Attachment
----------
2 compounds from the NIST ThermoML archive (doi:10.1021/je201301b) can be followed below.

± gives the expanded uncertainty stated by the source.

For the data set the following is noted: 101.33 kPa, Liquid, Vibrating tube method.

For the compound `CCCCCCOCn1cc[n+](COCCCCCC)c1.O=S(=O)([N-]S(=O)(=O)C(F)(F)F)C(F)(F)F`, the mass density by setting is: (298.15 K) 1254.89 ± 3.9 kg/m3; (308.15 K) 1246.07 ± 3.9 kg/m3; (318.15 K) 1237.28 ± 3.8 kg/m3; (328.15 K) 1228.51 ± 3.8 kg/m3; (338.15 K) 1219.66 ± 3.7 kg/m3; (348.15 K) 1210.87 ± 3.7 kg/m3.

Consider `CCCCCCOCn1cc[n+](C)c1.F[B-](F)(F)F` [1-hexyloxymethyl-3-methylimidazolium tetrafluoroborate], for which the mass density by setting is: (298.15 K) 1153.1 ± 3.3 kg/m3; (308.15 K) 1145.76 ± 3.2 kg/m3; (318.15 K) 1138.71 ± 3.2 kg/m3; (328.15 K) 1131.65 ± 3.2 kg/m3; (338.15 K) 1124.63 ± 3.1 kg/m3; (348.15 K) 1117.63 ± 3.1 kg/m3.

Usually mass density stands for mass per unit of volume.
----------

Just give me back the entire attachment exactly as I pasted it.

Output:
2 compounds from the NIST ThermoML archive (doi:10.1021/je201301b) can be followed below.

± gives the expanded uncertainty stated by the source.

For the data set the following is noted: 101.33 kPa, Liquid, Vibrating tube method.

For the compound `CCCCCCOCn1cc[n+](COCCCCCC)c1.O=S(=O)([N-]S(=O)(=O)C(F)(F)F)C(F)(F)F`, the mass density by setting is: (298.15 K) 1254.89 ± 3.9 kg/m3; (308.15 K) 1246.07 ± 3.9 kg/m3; (318.15 K) 1237.28 ± 3.8 kg/m3; (328.15 K) 1228.51 ± 3.8 kg/m3; (338.15 K) 1219.66 ± 3.7 kg/m3; (348.15 K) 1210.87 ± 3.7 kg/m3.

Consider `CCCCCCOCn1cc[n+](C)c1.F[B-](F)(F)F` [1-hexyloxymethyl-3-methylimidazolium tetrafluoroborate], for which the mass density by setting is: (298.15 K) 1153.1 ± 3.3 kg/m3; (308.15 K) 1145.76 ± 3.2 kg/m3; (318.15 K) 1138.71 ± 3.2 kg/m3; (328.15 K) 1131.65 ± 3.2 kg/m3; (338.15 K) 1124.63 ± 3.1 kg/m3; (348.15 K) 1117.63 ± 3.1 kg/m3.

Usually mass density stands for mass per unit of volume.